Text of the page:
Here's a concert that went to the dogs. Performance artist Laurie Anderson staged a show outside the Sydney Opera House for an audience of canine music lovers on June 5. The show took place as part of the city's Vivid Live festival, which is being co-curated by Anderson and her husband, Lou Reed, and featured music for mutts including high-pitch squeals and even sounds only dogs could hear. Anderson called the show, which was born from a conversation with cello master Yo-Yo Ma, "a highlight of my life." For man's best friend, it may have been the best dedicated music since the Singing Dogs' version of "Jingle Bells."

If you think Richard Wagner's "Ring" cycle — the four-part opera based on Teutonic and Norse mythology that can run as long as 15 hours over four nights for the full cycle — carries some pretty heavy artistic heft, you'd be right…and literally right. For a new Metropolitan Opera staging over the next two years, the Met had to install 65-foot steel girders to support the 45-ton set. This might make Wagner the biggest current heavy metal act in music. The opera is set to open Sept. 27.

Coldplay's own artistic heft just got heavier...and freakier. In 2002 guitarist Jonny Buckland and frontman Chris Martin starred as a murder-solving duo in Irish rock band Ash's self-made slasher flick, appropriately titled Slashed. Unfortunately, the project was shelved, but footage has made its way into the band's new video for "Binary." Meanwhile, Coldplay bassist Guy Berryman is steering clear of axe-wielding killer ghosts to restore Scandinavian furniture with his brother Mark. Berryman's Antiques specializes in tables, seating, cabinetry, and even a Swedish bridal chest. Customers who find their purchased antiques haunted should contact Buckland and Martin immediately.

Now you can love him tender, love him mashed, or even love him au gratin. The Elvis Presley estate has teamed with Hasbro and PPW Toys to launch an Elvis version of the classic Mr. Potato Head toy. The first release will be a Las Vegas jumpsuited Elvis, scheduled to debut during Elvis Week in Memphis, Tenn., in August, and will be followed by a leather-clad Elvis spud. The Elvis potato follows a Kiss version released last year.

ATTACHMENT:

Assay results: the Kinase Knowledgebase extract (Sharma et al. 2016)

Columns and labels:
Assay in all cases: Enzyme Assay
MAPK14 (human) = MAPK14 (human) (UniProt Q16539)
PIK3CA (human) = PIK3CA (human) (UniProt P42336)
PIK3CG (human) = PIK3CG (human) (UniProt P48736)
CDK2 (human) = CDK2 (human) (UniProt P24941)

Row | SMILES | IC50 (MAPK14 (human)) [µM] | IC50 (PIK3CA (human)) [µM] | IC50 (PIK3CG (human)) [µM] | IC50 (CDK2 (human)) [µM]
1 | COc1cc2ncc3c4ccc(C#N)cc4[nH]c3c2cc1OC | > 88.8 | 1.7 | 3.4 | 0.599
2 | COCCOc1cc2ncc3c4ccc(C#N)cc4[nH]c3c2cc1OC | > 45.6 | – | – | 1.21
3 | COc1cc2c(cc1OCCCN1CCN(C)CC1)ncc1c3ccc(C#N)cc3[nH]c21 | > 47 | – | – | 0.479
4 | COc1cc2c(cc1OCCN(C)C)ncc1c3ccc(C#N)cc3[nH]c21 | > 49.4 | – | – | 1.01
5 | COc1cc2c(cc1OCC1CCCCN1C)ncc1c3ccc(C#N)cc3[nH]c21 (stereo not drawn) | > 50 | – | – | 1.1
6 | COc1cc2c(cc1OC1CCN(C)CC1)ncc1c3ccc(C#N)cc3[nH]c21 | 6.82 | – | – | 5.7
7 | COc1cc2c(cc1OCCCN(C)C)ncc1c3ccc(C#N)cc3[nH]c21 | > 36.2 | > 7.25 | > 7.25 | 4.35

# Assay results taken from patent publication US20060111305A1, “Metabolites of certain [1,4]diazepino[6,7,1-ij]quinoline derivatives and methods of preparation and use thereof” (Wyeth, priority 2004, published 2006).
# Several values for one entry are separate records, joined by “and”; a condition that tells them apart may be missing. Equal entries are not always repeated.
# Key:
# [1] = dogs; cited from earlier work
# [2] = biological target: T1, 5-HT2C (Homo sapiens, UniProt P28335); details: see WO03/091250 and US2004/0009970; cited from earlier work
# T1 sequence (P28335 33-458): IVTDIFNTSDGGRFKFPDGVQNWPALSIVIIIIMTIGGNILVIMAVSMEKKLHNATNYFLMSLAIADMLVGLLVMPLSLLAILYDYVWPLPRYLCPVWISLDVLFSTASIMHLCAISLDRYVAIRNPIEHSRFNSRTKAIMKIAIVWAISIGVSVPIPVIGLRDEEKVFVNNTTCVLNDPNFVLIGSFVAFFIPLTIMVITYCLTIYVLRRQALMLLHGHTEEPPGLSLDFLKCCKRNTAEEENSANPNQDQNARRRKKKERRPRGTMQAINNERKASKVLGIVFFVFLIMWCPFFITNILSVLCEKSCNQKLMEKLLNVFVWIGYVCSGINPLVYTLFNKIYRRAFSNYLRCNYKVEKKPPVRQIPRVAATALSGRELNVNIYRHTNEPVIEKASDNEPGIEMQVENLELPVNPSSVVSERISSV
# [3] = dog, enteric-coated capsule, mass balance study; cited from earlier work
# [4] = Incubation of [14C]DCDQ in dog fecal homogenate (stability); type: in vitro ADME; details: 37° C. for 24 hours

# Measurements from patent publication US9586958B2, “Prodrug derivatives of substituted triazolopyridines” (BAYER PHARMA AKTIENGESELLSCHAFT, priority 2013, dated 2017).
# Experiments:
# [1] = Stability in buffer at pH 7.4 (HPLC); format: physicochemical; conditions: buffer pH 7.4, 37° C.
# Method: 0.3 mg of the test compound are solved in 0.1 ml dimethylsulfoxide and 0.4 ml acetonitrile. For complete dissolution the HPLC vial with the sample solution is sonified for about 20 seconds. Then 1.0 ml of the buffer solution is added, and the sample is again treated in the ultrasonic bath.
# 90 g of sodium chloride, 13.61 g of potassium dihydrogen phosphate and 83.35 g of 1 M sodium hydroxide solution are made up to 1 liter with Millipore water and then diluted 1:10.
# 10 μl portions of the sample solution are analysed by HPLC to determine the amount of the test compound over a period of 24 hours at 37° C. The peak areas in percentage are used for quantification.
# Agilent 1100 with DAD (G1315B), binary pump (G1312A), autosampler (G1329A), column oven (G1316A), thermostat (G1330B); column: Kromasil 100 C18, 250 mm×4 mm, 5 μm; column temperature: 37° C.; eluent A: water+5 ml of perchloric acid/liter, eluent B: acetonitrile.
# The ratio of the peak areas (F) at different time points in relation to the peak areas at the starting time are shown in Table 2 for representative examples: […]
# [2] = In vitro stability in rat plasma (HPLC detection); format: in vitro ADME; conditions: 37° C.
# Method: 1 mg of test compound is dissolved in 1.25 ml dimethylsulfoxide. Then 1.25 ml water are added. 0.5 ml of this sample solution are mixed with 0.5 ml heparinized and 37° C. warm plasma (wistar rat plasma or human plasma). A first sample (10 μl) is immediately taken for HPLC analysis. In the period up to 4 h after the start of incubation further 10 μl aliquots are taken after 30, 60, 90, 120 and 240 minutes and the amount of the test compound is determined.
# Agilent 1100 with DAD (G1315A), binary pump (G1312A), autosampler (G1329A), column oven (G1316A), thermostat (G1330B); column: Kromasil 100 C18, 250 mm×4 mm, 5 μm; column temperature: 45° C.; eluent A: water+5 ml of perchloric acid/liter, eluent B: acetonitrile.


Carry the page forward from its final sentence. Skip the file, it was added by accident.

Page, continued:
Bon Jovi launched an impressive 12-night, sold-out residency at London's O2 Arena on June 7, marking a return to the venue they officially launched three years ago. The GRAMMY-winning New Jersey natives also recently christened their new hometown digs, New Meadowlands Stadium, with three concerts in late May. AEG Live is predicting tickets sales for the band's current tour will eclipse their 2007–2008 Lost Highway trek, which was Billboard's highest-grossing tour in 2008. Not bad for a band Rolling Stone magazine once described as a "bad fourth-generation metal, smudgy Xerox of Quiet Riot." Jon Bon Jovi's take? He recently smirked, "Like it or not, we're one of the biggest bands in the world." No word on a JBJ Mr. Potato Head, however.

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Have the the Melvins gone commercial? The band's latest album, The Bride Screamed Murder, sold 2,809 units this past week, good enough for the bottom spot on the Billboard 200 and marking the first time the Seattle indie rock legends have placed on the album chart in their 25-plus-year career. With another 2,000 units, they would have reached the chart's upper echelon and passed the likes of Beyoncé, Eminem, Michael Jackson, Nickelback, Pink Floyd, and Timbaland. Asked for his comment on the milestone, singer/guitarist Roger "Buzz" Osborne said, "Top 200 what?"

Katy Perry's "California Gurls," featuring Snoop Dogg, reclaimed the No. 1 position on the Billboard Hot 100 this week, as well as the top spot on the iTunes singles chart.

Any news we've missed? Comment below.

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Last Week In Music

 

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GRAMMYs/Dec 3, 2014 - 04:22 am

Lil Wayne Scores Most Hot 100 Hits
GRAMMY winner Lil Wayne scored his 109th appearance on the Billboard Hot 100 this week as a featured artist on the Game's "Celebration," which debuted at No.82, surpassing Elvis Presley for the most Hot 100 chart appearances by a solo artist, according to Billboard.biz. Presley previously held the record with 108 chart appearances. Lil Wayne's record comes with some caveats. While Presley was the lead artist on all his Hot 100 hits, Lil Wayne was lead on only 42 of his, and a "featured" artist on the other 67. Additionally, Presley charted 31 hits on Billboard's pre-Hot 100 charts. (9/27)